The following project brief outlines a model for HIV/STI risk/vulnerability reduction for married women by addressing a wide range of psychosocial, marital, and sexual risk factors by integrating counseling and education with primary care through community intervention and education programs.

A video highlighting program participants and benefits of the RISHTA project can be found here.

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We encourage the use and dissemination of our publications for non-commercial, educational purposes. Portions may be reproduced with acknowledgment to the International Center for Research on Women (ICRW). For questions, please contact; or (202) 797-0007.

Terms and Conditions »

RISHTA Helps Married Women Access Comprehensive Health Care in Mumbai

Ravi Verma, Regional Director of ICRW's Asia Regional Office, is featured in this powerful video about the RISHTA program, designed to ensure that married women in the poorest sections of Mumbai have access to comprehensive, quality sexual health services that meet their needs.

To read the full report on RISHTA, click here.

District Level Study on Child Marriage in India

The overall rate of marriage for Indian girls in their late adolescence remains high, despite improved socio-economic conditions and increased legislation encouraging delayed marriage in India. On top of that, within the country, there are significant variations of marriage rates between regions. For example, over 50 percent of women in Rajasthan, Jharkhand and Bihar are married before the age of 18 compared to only 20 percent in Goa, Kerala, Manipur, Himachal Pradesh, Jammu and Kashmir. Part of this regional variation can be explained by differences in cultural marriage practices, but that is not the whole story. While there is a breadth of data available on early marriage in India, there have not been sufficient investigations assessing which geographic areas within India are demonstrating a measurable change in instances of childhood marriage.
This project will aim to map existing quantitative data about childhood marriage in order to illuminate salient methods of reducing it. Without this information, it is difficult to identify geographic areas that are showing rapidly declining trends in early marriage. That makes determining the effectiveness of certain programming challenging because disparate data from various agencies and ministries make it that much more difficult to replicate successful interventions elsewhere.  By connecting and analyzing previous studies, ICRW, in partnership with UNICEF, will provide agencies and ministries with the information necessary to determine how best to approach changing marriage practices in regions throughout India. The goals of this project are to:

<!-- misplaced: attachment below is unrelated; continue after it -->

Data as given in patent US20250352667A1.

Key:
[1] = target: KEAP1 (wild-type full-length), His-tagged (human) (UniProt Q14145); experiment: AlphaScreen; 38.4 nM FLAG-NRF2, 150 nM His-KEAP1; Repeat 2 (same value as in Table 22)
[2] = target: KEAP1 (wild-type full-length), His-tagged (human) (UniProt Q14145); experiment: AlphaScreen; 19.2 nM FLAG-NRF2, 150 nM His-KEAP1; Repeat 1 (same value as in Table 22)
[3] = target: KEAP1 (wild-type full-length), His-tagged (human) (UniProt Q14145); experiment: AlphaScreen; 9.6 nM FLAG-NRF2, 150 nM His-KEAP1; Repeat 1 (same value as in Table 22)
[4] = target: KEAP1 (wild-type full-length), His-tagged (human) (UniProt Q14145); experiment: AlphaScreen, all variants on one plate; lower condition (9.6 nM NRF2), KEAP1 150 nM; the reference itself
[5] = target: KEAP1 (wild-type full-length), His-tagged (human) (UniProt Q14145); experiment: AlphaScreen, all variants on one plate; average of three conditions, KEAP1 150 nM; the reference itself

• Analyze existing quantitative data and compile and review supporting literature in order to map rates of early marriage and identify key correlates of early marriage based on districts in India. 
  • Facilitate platforms for dialogue, such as think tanks, among experts and agencies so they can share data, strategies and lessons about reducing childhood marriage.  
  • Build alliances with key officials from government departments, NGOs, academia and the private sector in order to disseminate findings and encourage mobilization in various sectors.
  • Use the input from think tanks and alliances in order to create a strategic model for scaling up early marriage interventions, with an emphasis on incorporating programs and initiatives currently operate in isolation.
Until February 2015

ICRW to Co-Host Panel with Girl Rising

ICRW will be partnering with Girl Rising to co-host a panel, focused on gender-based violence and early marriage, at the UK's Global Summit to End Sexual Violence in Conflict,


Tara Abrahams
Girl Rising

Sarah Degnan Kambou,
International Center for Research on Women

Tue, 06/10/2014 - 3:30pm - 4:30pm
ExCel London
Royal Victoria Dock 1 Western Gateway
United Kingdom

Priti Prabhughate

Technical Specialist, Gender and HIV

Dr. Priti Prabhughate is a Senior Technical Specialist at the International Center for Research on Women’s (ICRW), Asia Regional Office. In this role, she functions as a thematic lead on HIV-related research, by designing studies on HIV and parallel topics such as stigma and discrimination. She also provides technical support across teams in managing projects, developing tools, and supporting data evaluation and analysis.  

Priti has more than seven years of research experience in the fields of HIV/AIDS, sexuality, stigma and discrimination, gender-based violence and sexual health – with a special focus on working with sexual minority communities in India. She has experience in building capacity, designing and conducting research with community researchers using participatory learning tools, and using evidence to conduct advocacy with stakeholders, such as health providers and law enforcement.